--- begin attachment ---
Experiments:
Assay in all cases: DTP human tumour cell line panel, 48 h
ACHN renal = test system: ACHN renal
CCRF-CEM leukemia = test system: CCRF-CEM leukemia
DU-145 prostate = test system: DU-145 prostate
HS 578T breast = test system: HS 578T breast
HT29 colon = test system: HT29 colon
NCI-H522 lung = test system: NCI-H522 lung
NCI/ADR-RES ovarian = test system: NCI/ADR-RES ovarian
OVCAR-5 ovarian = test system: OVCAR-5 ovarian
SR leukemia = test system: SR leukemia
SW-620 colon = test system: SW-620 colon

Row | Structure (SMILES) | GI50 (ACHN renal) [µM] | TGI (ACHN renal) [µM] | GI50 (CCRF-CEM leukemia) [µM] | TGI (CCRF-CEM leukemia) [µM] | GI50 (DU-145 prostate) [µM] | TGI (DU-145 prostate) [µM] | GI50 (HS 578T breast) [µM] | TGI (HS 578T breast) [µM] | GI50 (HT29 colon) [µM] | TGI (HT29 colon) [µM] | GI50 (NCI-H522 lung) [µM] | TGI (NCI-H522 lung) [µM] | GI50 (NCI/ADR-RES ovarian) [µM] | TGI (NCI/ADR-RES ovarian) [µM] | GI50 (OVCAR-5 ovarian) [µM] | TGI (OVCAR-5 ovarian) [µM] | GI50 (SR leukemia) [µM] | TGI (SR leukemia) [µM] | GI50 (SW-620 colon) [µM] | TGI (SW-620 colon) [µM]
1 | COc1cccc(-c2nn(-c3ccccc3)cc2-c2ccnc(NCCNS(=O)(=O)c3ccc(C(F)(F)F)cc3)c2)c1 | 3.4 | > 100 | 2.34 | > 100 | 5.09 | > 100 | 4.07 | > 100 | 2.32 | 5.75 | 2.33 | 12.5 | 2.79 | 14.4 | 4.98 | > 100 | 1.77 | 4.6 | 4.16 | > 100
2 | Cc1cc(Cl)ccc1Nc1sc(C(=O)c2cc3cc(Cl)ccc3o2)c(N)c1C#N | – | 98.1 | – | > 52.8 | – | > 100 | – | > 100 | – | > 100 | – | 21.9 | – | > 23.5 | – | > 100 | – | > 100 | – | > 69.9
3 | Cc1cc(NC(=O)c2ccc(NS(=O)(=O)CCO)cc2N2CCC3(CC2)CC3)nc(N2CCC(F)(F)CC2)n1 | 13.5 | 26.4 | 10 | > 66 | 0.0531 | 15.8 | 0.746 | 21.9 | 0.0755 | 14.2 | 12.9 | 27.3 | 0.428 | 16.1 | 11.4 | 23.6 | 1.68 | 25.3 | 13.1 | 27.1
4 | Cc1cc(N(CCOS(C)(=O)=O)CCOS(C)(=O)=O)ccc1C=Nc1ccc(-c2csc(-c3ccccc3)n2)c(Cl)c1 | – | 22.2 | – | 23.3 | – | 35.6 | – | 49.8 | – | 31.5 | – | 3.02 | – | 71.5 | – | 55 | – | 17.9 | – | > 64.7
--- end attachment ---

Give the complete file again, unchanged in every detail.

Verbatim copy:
Experiments:
Assay in all cases: DTP human tumour cell line panel, 48 h
ACHN renal = test system: ACHN renal
CCRF-CEM leukemia = test system: CCRF-CEM leukemia
DU-145 prostate = test system: DU-145 prostate
HS 578T breast = test system: HS 578T breast
HT29 colon = test system: HT29 colon
NCI-H522 lung = test system: NCI-H522 lung
NCI/ADR-RES ovarian = test system: NCI/ADR-RES ovarian
OVCAR-5 ovarian = test system: OVCAR-5 ovarian
SR leukemia = test system: SR leukemia
SW-620 colon = test system: SW-620 colon

Row | Structure (SMILES) | GI50 (ACHN renal) [µM] | TGI (ACHN renal) [µM] | GI50 (CCRF-CEM leukemia) [µM] | TGI (CCRF-CEM leukemia) [µM] | GI50 (DU-145 prostate) [µM] | TGI (DU-145 prostate) [µM] | GI50 (HS 578T breast) [µM] | TGI (HS 578T breast) [µM] | GI50 (HT29 colon) [µM] | TGI (HT29 colon) [µM] | GI50 (NCI-H522 lung) [µM] | TGI (NCI-H522 lung) [µM] | GI50 (NCI/ADR-RES ovarian) [µM] | TGI (NCI/ADR-RES ovarian) [µM] | GI50 (OVCAR-5 ovarian) [µM] | TGI (OVCAR-5 ovarian) [µM] | GI50 (SR leukemia) [µM] | TGI (SR leukemia) [µM] | GI50 (SW-620 colon) [µM] | TGI (SW-620 colon) [µM]
1 | COc1cccc(-c2nn(-c3ccccc3)cc2-c2ccnc(NCCNS(=O)(=O)c3ccc(C(F)(F)F)cc3)c2)c1 | 3.4 | > 100 | 2.34 | > 100 | 5.09 | > 100 | 4.07 | > 100 | 2.32 | 5.75 | 2.33 | 12.5 | 2.79 | 14.4 | 4.98 | > 100 | 1.77 | 4.6 | 4.16 | > 100
2 | Cc1cc(Cl)ccc1Nc1sc(C(=O)c2cc3cc(Cl)ccc3o2)c(N)c1C#N | – | 98.1 | – | > 52.8 | – | > 100 | – | > 100 | – | > 100 | – | 21.9 | – | > 23.5 | – | > 100 | – | > 100 | – | > 69.9
3 | Cc1cc(NC(=O)c2ccc(NS(=O)(=O)CCO)cc2N2CCC3(CC2)CC3)nc(N2CCC(F)(F)CC2)n1 | 13.5 | 26.4 | 10 | > 66 | 0.0531 | 15.8 | 0.746 | 21.9 | 0.0755 | 14.2 | 12.9 | 27.3 | 0.428 | 16.1 | 11.4 | 23.6 | 1.68 | 25.3 | 13.1 | 27.1
4 | Cc1cc(N(CCOS(C)(=O)=O)CCOS(C)(=O)=O)ccc1C=Nc1ccc(-c2csc(-c3ccccc3)n2)c(Cl)c1 | – | 22.2 | – | 23.3 | – | 35.6 | – | 49.8 | – | 31.5 | – | 3.02 | – | 71.5 | – | 55 | – | 17.9 | – | > 64.7